Update: Between the writing and publication of this article, a federal judge granted a motion for a preliminary injunction against the U.S. Citizenship and Immigration Services (USCIS) fee rule discussed herein. As long as this preliminary injunction is in place, the existing fees remain as before.
Effective October 2, 2020, all EB-5 investors will need to pay more to file Form I-526 Petitions and Form I-829 Petitions pursuant to a proposed rule by the United States Citizenship and Immigration Services (“USCIS”). The increase to the petitions in the EB-5 visa category is part of a comprehensive increase to petitions, applications and other benefits proposed by USCIS in August 2020.
The new fee for the I-526 Immigrant Petition by Alien Investor will rise to $4,010 from the previous fee of $3,675.
The new fee for the I-829 Petition by Investor to Remove Conditions on Permanent Residence Status will rise to $3,900 from the previous fee of $3,750.
All petitions postmarked on or after October 2, 2020 must include the new increased fees as established by the final USCIS fee rule.
According to USCIS, the increased fees are a result of increased costs to adjudicate immigration benefit requests, detect and deter immigration fraud, and thoroughly vet applicants, petitioners and beneficiaries. The rule also supports payroll, technology and operations to accomplish the USCIS mission.
EB-5 stakeholders such as the American Immigration Lawyers Association (“AILA”) and the American Immigration Council (“AIC”) submitted comments in response to the proposed rule. In a joint statement submitted to USCIS, AILA and AIC opposed the proposed fee increases noting that if implemented as written, the proposed rule would require customers to pay increased fees for decreased services. In recent years, USCIS case processing has slowed dramatically, due in significant part to the agency’s own inefficient policies, especially in the EB-5 visa category. Currently, USCIS reports adjudication times for I-526 petitions at 37 to 73.5 months and I-829 petitions at 28.5 to 51.5 months.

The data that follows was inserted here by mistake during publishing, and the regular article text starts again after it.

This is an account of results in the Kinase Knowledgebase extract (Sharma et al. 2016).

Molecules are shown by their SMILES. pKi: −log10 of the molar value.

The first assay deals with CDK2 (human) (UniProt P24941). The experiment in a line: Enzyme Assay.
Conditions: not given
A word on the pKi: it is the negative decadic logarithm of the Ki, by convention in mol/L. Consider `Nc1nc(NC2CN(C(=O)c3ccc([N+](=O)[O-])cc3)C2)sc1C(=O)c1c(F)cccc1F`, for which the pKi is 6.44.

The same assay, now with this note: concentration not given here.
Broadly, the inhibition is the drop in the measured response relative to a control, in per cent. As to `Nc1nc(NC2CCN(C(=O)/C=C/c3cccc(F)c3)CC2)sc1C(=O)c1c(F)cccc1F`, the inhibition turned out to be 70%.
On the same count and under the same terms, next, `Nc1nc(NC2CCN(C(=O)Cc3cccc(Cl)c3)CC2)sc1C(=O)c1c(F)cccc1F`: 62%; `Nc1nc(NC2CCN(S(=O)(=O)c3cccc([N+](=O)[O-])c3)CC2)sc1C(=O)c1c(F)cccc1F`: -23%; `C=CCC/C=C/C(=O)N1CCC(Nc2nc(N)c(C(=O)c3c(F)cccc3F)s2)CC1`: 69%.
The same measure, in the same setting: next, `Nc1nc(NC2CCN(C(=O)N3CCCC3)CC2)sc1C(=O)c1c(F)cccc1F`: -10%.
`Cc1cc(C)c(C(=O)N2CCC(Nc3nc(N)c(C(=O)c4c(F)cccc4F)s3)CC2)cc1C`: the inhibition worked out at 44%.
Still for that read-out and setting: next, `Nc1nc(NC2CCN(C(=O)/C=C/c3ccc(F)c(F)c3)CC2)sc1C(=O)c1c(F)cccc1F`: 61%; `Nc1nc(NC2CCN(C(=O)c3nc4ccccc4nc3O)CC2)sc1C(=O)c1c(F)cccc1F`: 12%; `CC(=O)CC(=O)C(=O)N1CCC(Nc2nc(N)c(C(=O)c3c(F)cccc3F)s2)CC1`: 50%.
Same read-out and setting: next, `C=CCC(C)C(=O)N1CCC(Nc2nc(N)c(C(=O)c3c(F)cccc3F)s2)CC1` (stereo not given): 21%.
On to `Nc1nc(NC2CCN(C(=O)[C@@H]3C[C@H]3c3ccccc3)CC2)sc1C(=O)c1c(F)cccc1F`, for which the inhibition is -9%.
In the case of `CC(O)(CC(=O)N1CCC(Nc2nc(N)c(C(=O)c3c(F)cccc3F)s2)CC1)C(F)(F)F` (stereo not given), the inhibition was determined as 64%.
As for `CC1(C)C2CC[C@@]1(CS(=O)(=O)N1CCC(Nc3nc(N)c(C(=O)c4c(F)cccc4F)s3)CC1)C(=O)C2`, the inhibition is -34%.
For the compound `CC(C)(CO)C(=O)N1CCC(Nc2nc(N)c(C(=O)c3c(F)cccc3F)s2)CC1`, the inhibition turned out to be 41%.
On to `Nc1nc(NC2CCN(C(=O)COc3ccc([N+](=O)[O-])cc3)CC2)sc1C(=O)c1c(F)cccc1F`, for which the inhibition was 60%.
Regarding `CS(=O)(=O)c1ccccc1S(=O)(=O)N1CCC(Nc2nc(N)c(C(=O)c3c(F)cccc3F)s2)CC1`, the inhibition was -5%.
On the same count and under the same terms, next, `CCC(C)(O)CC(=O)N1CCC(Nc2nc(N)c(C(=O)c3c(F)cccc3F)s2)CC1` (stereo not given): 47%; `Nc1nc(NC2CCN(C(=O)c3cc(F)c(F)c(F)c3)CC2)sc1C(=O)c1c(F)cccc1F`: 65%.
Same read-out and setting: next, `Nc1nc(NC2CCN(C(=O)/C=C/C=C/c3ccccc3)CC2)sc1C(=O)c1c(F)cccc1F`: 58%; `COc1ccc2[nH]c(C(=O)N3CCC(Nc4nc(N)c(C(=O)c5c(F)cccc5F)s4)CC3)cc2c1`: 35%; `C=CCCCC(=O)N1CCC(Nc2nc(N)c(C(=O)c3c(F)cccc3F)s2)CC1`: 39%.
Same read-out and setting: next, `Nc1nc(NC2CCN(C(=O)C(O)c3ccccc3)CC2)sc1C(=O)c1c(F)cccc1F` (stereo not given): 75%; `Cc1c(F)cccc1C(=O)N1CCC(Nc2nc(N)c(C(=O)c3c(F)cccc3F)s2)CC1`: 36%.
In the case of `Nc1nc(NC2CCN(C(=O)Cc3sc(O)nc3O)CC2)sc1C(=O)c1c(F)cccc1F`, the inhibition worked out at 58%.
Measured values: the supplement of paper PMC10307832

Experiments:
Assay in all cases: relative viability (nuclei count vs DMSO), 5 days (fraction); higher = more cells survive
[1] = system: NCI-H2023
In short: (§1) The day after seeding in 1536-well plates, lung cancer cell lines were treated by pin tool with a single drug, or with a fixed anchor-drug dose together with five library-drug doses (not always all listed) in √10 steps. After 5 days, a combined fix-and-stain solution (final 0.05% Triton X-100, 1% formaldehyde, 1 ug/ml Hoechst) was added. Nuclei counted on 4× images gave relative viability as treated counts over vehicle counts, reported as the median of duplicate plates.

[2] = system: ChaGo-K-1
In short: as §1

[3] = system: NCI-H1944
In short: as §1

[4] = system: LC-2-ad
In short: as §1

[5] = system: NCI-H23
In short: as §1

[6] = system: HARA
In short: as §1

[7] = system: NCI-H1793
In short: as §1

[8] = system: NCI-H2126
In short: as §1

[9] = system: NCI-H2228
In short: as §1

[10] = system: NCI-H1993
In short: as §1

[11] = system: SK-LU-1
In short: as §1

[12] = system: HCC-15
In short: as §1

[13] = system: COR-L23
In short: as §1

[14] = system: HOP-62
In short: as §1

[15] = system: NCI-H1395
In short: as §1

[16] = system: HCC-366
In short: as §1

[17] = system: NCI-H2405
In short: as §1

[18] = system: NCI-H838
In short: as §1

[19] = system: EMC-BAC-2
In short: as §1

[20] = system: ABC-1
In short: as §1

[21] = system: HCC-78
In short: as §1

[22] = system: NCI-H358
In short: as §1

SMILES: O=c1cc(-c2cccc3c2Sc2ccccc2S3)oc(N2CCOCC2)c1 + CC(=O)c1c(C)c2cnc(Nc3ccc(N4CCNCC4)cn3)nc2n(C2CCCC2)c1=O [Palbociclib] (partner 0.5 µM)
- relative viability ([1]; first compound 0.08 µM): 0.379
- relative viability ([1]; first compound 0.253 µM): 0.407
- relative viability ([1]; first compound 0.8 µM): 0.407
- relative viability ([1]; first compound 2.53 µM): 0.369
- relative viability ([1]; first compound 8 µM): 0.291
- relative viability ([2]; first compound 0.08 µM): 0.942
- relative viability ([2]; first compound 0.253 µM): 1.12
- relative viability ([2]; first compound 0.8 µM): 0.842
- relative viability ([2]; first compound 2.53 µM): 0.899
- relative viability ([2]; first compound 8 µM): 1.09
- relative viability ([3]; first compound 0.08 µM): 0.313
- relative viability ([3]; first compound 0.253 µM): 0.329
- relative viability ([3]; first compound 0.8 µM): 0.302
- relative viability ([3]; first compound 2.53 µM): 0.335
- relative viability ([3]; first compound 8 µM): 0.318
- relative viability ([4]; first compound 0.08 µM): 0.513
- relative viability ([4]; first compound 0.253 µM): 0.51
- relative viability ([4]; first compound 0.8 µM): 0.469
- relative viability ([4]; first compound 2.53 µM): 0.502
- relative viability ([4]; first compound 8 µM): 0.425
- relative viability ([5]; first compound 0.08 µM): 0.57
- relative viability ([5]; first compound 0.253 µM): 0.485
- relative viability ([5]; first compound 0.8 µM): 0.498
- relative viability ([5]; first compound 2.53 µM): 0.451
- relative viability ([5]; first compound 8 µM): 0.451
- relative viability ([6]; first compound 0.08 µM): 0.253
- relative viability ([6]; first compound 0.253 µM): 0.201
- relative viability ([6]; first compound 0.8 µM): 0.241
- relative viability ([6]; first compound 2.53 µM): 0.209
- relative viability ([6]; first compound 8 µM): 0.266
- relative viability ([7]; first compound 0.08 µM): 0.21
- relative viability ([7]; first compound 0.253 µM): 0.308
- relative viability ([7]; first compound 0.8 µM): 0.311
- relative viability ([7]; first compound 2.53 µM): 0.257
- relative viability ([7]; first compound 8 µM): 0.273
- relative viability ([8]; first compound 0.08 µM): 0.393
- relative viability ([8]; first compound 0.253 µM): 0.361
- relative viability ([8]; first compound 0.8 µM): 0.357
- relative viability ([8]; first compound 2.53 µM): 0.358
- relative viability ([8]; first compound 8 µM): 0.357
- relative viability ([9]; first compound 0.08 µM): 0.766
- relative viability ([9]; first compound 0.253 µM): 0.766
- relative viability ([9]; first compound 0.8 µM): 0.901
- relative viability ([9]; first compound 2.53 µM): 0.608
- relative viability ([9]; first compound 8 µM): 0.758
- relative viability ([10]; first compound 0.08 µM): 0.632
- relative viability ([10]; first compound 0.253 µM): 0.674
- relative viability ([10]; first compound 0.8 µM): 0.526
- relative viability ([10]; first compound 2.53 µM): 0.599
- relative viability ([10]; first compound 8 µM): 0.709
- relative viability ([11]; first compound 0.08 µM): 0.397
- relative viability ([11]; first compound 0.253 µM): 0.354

Two lawsuits have been filed against the USCIS challenging key components of the final rule and requesting a preliminary injunction enjoining (stopping) implementation of the rule. If the implementation of the fee rule is enjoined, it is likely that USCIS will be required to continue to use its current fee schedule and accept current versions of all forms. However, if the court does not grant the injunction, EB-5 investors must be prepared to file petitions consistent with the new fee rule.
For more information on the fee increases in the EB-5 visa category or any other visa category fee increase, contact one of our immigration lawyers in Asia.